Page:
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Have We Created A Professional Culture That Cannot Cope With Failure?

Self-reflection is at the heart of good teaching, writes The Primary Head – so why are we becoming so reluctant to spot our own flaws?

  • Have We Created A Professional Culture That Cannot Cope With Failure?

When I trained to be a teacher it was all about reflection.

You couldn’t move an inch in the university refectory without bumping into a reflecting trainee. None of us would ever dream of saying a lesson actually went well; there was always something to improve. The more you tore apart your teaching, the more you were praised for your level professional reflection. Occasionally you would find it really difficult to identify a glaring flaw, and you felt awful. There must be something – why can’t I see what it is?...

Blame Twitter?

And so I graduated and became a qualified reflective teacher. Since then I’ve never looked back. Well, actually, I have – a lot! That’s because I’m a reflective teacher, but you get what I mean.

Over time, however, I have noticed a reduction in the willingness of teachers to reflect upon their mistakes. Not just in the schools in which I have worked, but within the online education community. When I stop and wonder why, there are two main thoughts that occur to me. First, the education community has become polarised by strongly opposing pedagogies. Second, the risk of failure is deemed too high stakes.

When it comes to the opposing pedagogies, I think we can only blame Twitter. Now, I love Twitter and it can offer great opportunities to reflect on a global scale – but it can also be a rather blunt instrument through which to blow your trumpet. Twitter, by its very nature, demands succinctness. This, coupled with people being eager to share, often results in over-simplified testimonies bombarding your timeline.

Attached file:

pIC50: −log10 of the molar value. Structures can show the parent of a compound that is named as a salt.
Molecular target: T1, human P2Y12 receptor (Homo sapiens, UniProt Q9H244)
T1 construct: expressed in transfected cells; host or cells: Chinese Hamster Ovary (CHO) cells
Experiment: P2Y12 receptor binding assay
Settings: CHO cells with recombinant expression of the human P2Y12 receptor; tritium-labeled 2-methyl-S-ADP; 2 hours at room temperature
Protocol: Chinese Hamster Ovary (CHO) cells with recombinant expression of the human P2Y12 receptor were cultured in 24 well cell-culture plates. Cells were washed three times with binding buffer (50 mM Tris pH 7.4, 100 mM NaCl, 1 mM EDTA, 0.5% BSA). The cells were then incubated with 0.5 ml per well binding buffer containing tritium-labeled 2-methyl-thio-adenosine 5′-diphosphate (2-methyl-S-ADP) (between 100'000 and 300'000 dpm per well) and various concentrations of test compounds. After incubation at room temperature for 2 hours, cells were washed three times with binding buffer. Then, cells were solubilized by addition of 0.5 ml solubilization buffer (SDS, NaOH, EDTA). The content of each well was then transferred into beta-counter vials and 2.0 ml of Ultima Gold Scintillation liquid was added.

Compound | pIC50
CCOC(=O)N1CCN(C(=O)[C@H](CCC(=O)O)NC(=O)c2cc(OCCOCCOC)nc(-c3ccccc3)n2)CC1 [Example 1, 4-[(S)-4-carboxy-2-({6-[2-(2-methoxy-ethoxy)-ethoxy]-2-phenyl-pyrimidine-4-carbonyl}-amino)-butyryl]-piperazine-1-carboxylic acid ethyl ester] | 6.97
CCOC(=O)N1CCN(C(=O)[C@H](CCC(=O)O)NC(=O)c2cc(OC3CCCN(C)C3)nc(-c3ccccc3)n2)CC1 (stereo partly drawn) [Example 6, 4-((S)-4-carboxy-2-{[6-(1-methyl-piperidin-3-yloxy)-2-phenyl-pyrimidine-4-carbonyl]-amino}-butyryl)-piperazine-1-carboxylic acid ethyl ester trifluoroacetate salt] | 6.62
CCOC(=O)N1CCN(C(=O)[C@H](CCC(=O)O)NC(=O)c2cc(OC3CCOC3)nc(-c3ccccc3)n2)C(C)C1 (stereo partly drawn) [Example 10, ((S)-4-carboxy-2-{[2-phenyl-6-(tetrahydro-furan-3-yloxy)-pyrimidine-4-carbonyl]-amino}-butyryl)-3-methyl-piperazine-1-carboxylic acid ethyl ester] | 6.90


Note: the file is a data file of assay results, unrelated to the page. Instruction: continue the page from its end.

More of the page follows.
If this just amounted to proud professionals sharing their best practice, it wouldn’t be so bad. But this is Twitter, and a ‘right to reply’ isn’t just a right – it’s a full-blown crusade. Cue an endless number of people who, not content with reading something they slightly disagree with and moving on, feel the need to add their opposing voice to the mix. This, it turns out, can be tricky to do in 140 characters without sounding a) furious, b) patronising c) contrary, and d) furiously contrary whilst appearing staggeringly patronising.

And then what happens? Nobody likes to back down on Twitter. You’re not going to change your whole philosophy because of one contrasting tweet, so you retort. 300 tweets later, and you have become so entrenched in your own ideas that your tweeted rhetoric defines you. The willingness to pick apart your ideology has disappeared. The thought that it may not work is inconceivable.

Don’t bother looking in the mirror for your reflection. You don’t have one anymore.

But that’s Twitter. What about the real world? Why might some teachers be reflection-averse? Is it, I wonder, because education has become too high stakes? There is certainly evidence that points in that direction.

Learning to embrace failure

I have attended enough progress reviews where teachers claim that it would be impossible for ‘that’ child to do any better. I have tried to provide feedback after lessons, suggesting that something may be improved, only to be met with excuses that seek to shrug off the need to examine further. I have even personally presented data and heard myself saying, “Ah, but without these children included, we’re doing alright!”

Have we created a professional culture that is so fixed in its mindset that we cannot cope with failure? If we have, then we need to change. I, for one, am more interested in the lessons we learn than the final score. This is what we promote in our classrooms, so why not in our staff rooms?

Yes, it makes me mad when a teacher claims that it is a child’s fault that they’re falling behind – but I must take responsibility for the teacher feeling the need to think that way. I must allow reflections to be honest, and embrace the learning that comes with failing.

There is no full stop in education. There is no end result that, if achieved, would mean we could all go home. It never ends. There are always lessons to be learned. I must encourage my staff to embrace this, and get them to trust in the learning that comes from failure. I must also expect my governors to do the same for me.

And we should all expect the same from those who operate above us.

The Primary Head is the moniker of a headteacher currently working in a UK primary school; he tweets as @theprimaryhead

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